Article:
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Re: [Openvpn-users] LAN gaming over openVPN


  • Subject: Re: [Openvpn-users] LAN gaming over openVPN
  • From: "James Yonan" <jim@xxxxxxxxx>
  • Date: Wed, 28 May 2003 03:46:07 -0000

Owain Evans <tom_jones_mk2@xxxxxxxxxxx> said:

> Sorry this is slightly off topic.
> 
> I'm trying to use openVPN to connect two linux routers, RouterA and RouterB
> with DSL connections. Now, it's all working fine except now I want to be
> able to play LAN games which involve clients both sides of the VPN. ATM the
> subnet behind RouterA is 192.168.1.0/24 and RouterB is 192.168.0.0/24.
> 
> I've read somewhere that  I have to either fool the computers on subnetA
> that the clients on subnetB are on the same subnet or get multicast packets
> to travel through the vpn tunnel. Is this correct?

Yes that correct.  The "fool the computers" method is otherwise known as
ethernet bridging.  Basically you make a tunnel using TAP devices, then you
use a tool such as brctl to bridge your LAN ethernet device with the TAP
device.  If you do this on both ends of the VPN, you will create a bridged
ethernet network, i.e. an ethernet subnet that looks like a LAN to clients,
even though it's a WAN in real life.  When you set up your openvpn config,
follow the examples for tun devices, but instead use "--dev tap --tun-mtu 1500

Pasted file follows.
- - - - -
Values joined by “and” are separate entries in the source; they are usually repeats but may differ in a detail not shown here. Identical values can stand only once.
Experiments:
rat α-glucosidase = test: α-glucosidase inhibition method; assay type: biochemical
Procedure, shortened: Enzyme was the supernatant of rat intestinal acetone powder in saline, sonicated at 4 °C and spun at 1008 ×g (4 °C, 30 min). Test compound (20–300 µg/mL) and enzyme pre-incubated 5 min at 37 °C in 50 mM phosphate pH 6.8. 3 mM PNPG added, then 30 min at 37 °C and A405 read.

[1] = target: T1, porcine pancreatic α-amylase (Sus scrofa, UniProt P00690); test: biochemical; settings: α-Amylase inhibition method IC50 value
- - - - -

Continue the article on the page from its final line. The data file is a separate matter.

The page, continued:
--tun-mtu-extra 64 --up ./up-script"

up-script is a shell script to ifconfig the tap device such as:

ifconfig $1 $local netmask 255.255.255.0 mtu $2

where $local is the local endpoint IP address.  Each openvpn peer uses a
different $local address (they should be taken from a private subnet, and
should be separate from the subnet of the LAN you are trying to bridge).

Once you can ping across the TAP device, then use brctl (on linux) to bridge
the tap device with your physical ethernet device.

Note that ethernet bridging over OpenVPN requires that both OpenVPN peers have
the ability to communicate with the other over a UDP port, AND the routers
along the path must support IP fragmentation.  While this is usually the case,
broken routers do exist.

Using ethernet bridging is only one possible solution.  If you can get your
client traffic to route at the IP level, then you use OpenVPN in --dev tun
mode to create a tun device linkage, then use route commands to route traffic
over the tun device.  This is somewhat more efficient than using tap devices
and ethernet bridging, but requires that you configure multicast routing.

James

> 
> So I'm wondering a) is it possible b) what tools I need to use to do this.
> 
> I've read about ethernet bridging, proxy arp, routing, or do I just need
> some clever iptables rules?
> 
> I hope you can help, or point me in the right direction!
> 
> Thanks Owain Evans
> 
> 
> 
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